OK. So I’m a white 50 year old man from the USA. My friend who runs an orphanage in Omdurman is trying to get me to come as I sponsor some of the kids.. Am I afraid? Yes, Am I interested? Yes. If I go it will be in January. So my question is WILL I BE SAFE THERE? I do want to see other parts of the world and meet different people.

Hey Eric! Yes, it is a really safe region, you seriously don’t need to worry about anything 😉 and I am sure that your experience will be so rewarding! Good job by the way!

Sudan is safe and you will enjoy your trip. There are a lot to visit in Sudan although no touristic signs but all people are friendly and helpful. Many will guide you . My uncle guided him a man ,he offered him to guide him and he accepted . He was generous and when my uncle offered him money he refused. They are really good ,kind and warm hearted people.

Is it safe to travel to Sudan now in February in view of the latest demonstrations? Or is it better to postpone it? Thank you for advice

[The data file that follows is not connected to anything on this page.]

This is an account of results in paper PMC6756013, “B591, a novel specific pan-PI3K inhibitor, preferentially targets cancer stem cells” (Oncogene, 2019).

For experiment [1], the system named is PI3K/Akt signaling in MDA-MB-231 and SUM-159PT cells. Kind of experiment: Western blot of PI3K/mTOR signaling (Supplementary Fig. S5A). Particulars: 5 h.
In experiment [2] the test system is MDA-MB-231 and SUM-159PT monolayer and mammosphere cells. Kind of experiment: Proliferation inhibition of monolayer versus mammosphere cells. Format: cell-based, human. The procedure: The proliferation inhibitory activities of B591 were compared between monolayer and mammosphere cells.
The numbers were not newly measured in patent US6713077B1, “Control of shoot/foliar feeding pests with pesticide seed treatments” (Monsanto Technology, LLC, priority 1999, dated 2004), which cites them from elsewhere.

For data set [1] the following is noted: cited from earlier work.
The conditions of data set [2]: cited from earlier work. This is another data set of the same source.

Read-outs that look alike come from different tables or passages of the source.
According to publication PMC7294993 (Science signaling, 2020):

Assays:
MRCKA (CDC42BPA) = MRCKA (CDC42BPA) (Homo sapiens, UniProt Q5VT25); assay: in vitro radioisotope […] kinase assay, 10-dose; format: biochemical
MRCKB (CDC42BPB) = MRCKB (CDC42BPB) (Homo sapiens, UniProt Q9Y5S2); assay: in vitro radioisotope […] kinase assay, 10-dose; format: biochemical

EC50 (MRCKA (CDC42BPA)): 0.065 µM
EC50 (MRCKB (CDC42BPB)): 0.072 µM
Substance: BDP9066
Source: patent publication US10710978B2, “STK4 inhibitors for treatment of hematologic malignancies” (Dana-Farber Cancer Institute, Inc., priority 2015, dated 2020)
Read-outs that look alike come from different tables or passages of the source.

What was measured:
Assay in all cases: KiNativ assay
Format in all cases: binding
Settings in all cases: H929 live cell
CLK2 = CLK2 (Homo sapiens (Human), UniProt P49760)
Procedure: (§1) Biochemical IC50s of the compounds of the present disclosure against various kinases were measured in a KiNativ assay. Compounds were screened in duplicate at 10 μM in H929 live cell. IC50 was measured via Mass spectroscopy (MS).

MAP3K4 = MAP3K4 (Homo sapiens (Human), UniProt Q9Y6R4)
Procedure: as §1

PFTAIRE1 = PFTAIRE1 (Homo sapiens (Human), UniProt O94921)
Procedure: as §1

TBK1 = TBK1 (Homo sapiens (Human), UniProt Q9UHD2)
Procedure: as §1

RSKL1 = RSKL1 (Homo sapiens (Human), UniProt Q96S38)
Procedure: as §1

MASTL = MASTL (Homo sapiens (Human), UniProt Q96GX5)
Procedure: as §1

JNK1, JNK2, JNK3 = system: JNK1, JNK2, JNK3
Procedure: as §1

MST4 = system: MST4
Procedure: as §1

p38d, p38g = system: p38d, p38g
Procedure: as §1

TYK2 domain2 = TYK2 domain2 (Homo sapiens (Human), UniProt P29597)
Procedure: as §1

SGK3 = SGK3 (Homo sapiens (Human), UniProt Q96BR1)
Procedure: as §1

In Shendi is a nice and reasonalbe hotel. I made a photo of this that you could present to your tuk tuk driver. Unfortunable I don’t know hwo to inswert images here.

Hello all, I am very happy to join this rich conversation to see my country through foreign eyes, for me Sudan is definitely a safe place as I lived there for 23 years without an incident, lol, and it’s more safe for tourists because the nature of the people of Sudan who will be happy help just for the sake of kindness and they don’t scam or cheat to get more money from tourists as i experienced in many countries . However currently and till the date of this comment I do not advise any tourist to go to Sudan, specially Khartoum as a terrorist militia is ruling Sudan currently (Rapid Support Forces) and they are extremely dangerous so please check the news before you travel to Sudan and unless you found that civilian government has been formed then do not take the risk and this includes Khartoum the capital, you can check the hashtag #Blueforsudan in twitter and Facebook to understand more.